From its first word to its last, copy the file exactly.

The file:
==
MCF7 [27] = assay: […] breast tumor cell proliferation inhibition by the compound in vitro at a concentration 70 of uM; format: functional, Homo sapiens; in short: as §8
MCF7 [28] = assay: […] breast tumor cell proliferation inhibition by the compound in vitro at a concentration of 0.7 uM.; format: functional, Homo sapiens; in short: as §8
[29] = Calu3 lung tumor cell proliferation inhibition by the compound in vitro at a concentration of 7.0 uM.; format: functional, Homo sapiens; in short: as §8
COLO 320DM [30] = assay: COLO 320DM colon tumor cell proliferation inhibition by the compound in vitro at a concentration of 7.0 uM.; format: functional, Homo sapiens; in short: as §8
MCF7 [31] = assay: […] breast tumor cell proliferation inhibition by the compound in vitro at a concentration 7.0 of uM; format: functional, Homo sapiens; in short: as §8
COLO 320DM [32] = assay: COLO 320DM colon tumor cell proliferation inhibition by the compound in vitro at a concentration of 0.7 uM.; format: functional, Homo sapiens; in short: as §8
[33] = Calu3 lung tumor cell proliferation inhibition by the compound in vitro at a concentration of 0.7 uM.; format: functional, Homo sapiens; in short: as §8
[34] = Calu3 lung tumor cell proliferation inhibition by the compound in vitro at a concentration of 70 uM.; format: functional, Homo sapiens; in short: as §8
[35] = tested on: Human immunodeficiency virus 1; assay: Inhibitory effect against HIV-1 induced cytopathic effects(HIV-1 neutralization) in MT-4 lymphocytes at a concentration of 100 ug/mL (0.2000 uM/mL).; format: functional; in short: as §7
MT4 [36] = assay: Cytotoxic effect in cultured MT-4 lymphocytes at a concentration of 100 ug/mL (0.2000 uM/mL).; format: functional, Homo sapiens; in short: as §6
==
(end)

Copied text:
MCF7 [27] = assay: […] breast tumor cell proliferation inhibition by the compound in vitro at a concentration 70 of uM; format: functional, Homo sapiens; in short: as §8
MCF7 [28] = assay: […] breast tumor cell proliferation inhibition by the compound in vitro at a concentration of 0.7 uM.; format: functional, Homo sapiens; in short: as §8
[29] = Calu3 lung tumor cell proliferation inhibition by the compound in vitro at a concentration of 7.0 uM.; format: functional, Homo sapiens; in short: as §8
COLO 320DM [30] = assay: COLO 320DM colon tumor cell proliferation inhibition by the compound in vitro at a concentration of 7.0 uM.; format: functional, Homo sapiens; in short: as §8
MCF7 [31] = assay: […] breast tumor cell proliferation inhibition by the compound in vitro at a concentration 7.0 of uM; format: functional, Homo sapiens; in short: as §8
COLO 320DM [32] = assay: COLO 320DM colon tumor cell proliferation inhibition by the compound in vitro at a concentration of 0.7 uM.; format: functional, Homo sapiens; in short: as §8
[33] = Calu3 lung tumor cell proliferation inhibition by the compound in vitro at a concentration of 0.7 uM.; format: functional, Homo sapiens; in short: as §8
[34] = Calu3 lung tumor cell proliferation inhibition by the compound in vitro at a concentration of 70 uM.; format: functional, Homo sapiens; in short: as §8
[35] = tested on: Human immunodeficiency virus 1; assay: Inhibitory effect against HIV-1 induced cytopathic effects(HIV-1 neutralization) in MT-4 lymphocytes at a concentration of 100 ug/mL (0.2000 uM/mL).; format: functional; in short: as §7
MT4 [36] = assay: Cytotoxic effect in cultured MT-4 lymphocytes at a concentration of 100 ug/mL (0.2000 uM/mL).; format: functional, Homo sapiens; in short: as §6